Majical Cloudz played Other Music on the Lower East Side a day in advance of the release of their new record, Impersonator, out on indie giant Matador Records. The vocal/keyboard duo of Welsh and Matthew Otto incorporate the former’s stark baritone and death-obsessed words with the latter’s sparse, repetitive key strokes that, when wedded together, excavate the glory of life from the clutches of despair.
Titus Andronicus at Brooklyn Bowl
One moment, I bounced around in a 360-degree lunatic pirouette shouting about looking for a new New Jersey – yeah, imagine that. The next, my glasses flew off my face and into the Brooklyn Bowl crowd, leaving me momentarily blind and frantic.
My glasses returned in one piece – thanks to my friend Will – before the second verse of “A More Perfect Union” ended Wednesday night, just in time to see Titus Andronicus close its set with two more balls-out rockers from its middle album, The Monitor.
For the second time in as many months, the Jersey-based quintet cemented its place, at least in my mind, as one of rock’s best live acts, willing their fans to dance, stage dive, and run into each other at any given time.
Cedric Bixler at Coachella 2012
Here’s what I remember about The Mars Volta at Voodoo Music Experience 2008: wailing, indecipherable vocals, the kind of nonstop drum fills only a 9-year-old would appreciate, lots of technical wankery, a 15-minute jam that was like a musical road to nowhere. To say I experienced a rush of excitement upon learning The Mars Volta broke up this week would be an overstatement. That would require me giving a shit.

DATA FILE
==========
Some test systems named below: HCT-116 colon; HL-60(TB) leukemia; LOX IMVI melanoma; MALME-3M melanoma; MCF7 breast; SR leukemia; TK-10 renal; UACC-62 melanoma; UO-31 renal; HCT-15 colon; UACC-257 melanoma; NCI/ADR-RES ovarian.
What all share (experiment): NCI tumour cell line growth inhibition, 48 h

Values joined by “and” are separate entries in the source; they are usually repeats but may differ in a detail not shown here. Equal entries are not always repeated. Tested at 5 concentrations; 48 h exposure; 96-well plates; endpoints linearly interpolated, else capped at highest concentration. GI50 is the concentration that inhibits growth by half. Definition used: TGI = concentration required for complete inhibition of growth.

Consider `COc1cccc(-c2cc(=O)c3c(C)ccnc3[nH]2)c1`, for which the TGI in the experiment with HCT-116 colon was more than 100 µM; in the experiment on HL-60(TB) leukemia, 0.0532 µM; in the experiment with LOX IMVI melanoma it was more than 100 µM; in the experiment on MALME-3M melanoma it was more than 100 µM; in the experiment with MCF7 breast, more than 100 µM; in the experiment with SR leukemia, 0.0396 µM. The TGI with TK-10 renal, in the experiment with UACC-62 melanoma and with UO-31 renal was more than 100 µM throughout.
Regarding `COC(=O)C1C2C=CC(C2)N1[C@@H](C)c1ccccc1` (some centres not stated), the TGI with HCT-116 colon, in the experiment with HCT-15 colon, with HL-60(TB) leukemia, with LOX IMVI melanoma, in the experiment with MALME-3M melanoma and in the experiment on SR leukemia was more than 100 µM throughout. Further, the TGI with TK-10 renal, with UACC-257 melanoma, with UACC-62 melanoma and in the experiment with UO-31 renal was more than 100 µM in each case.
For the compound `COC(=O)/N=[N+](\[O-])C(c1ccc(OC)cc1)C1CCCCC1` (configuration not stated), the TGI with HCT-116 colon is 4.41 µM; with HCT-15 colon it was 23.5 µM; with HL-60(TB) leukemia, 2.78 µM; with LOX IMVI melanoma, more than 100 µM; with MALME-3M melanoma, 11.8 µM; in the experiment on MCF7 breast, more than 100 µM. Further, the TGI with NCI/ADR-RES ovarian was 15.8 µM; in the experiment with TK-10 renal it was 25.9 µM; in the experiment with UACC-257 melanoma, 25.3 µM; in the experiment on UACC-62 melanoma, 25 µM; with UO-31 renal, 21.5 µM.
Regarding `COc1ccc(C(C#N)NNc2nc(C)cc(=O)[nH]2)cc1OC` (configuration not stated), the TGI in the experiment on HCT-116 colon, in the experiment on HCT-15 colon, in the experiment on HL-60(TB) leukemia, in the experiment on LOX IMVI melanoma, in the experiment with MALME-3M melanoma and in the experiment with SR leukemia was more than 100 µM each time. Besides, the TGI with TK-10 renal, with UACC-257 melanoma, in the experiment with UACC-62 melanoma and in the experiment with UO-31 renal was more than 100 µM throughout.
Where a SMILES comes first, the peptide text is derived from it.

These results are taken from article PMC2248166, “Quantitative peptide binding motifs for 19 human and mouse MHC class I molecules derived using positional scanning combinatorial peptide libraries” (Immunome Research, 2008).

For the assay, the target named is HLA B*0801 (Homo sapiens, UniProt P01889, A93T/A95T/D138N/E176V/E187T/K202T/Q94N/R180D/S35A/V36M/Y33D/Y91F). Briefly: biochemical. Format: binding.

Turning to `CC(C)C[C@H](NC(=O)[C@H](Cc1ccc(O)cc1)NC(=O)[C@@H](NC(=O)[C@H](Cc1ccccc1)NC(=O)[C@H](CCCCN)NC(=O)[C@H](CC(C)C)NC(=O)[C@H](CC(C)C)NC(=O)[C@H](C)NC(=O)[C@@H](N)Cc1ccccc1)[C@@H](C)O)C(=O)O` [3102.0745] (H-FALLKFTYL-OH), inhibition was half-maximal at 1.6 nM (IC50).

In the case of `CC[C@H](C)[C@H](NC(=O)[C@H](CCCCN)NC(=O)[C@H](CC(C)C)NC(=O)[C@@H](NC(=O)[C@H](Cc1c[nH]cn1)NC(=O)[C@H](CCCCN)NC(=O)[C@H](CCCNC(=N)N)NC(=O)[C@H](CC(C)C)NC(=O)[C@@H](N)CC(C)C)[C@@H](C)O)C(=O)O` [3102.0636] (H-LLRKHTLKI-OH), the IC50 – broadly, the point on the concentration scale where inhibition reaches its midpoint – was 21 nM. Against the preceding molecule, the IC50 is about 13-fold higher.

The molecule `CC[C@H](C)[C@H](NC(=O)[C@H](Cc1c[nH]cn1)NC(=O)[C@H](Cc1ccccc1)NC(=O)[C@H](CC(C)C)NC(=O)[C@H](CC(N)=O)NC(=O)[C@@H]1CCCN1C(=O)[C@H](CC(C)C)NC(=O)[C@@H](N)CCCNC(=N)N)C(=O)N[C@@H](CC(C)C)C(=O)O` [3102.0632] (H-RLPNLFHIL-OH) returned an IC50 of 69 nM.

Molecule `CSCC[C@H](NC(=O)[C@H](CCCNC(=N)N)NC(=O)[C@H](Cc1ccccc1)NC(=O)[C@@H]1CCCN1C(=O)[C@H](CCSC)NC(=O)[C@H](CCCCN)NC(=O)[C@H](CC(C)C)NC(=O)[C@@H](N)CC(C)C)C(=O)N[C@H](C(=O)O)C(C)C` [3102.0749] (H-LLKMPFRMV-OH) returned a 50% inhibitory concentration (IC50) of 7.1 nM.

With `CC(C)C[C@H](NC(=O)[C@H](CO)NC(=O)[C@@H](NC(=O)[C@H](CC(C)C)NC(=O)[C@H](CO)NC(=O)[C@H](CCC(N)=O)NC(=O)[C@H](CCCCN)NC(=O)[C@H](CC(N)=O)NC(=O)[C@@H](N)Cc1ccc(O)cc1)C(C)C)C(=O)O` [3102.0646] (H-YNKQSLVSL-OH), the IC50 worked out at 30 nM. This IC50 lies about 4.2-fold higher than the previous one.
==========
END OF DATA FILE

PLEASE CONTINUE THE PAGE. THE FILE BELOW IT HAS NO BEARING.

Which brings me to why I care about The Mars Volta’s dissolution. It raises the possibility, however slight, a new At the Drive-In record could happen. Cut from the ties that bound them in The Mars Volta, singer Cedric Bixler Zavala and guitarist Omar Rodriguez-Lopez are free to take their talents – yes, they are talented – in a more focused direction (a la At the Drive-In).
At the Drive-In reunited in 2012 after an 11-year hiatus. Among the major festivals they played was Coachella, a festival known for throwing a shitload of money at bands whose members hate each other guts and vow never to play again.
Using the festival’s previous major reunited acts as a gauge to determine At the Drive-In’s new music prospects. Admittedly, I would be fine with them letting their previous work – particularly Relationship of Command, In/Casino/Out, and the Vaya ep – stand for itself. However, I’d approach a new record with cautious optimism. (NOTE: I don’t expect At the Drive-In to record again, given Rodriguez-Lopez has started a new band called Bosnian Rainbows, per the Rolling Stone article I linked above.)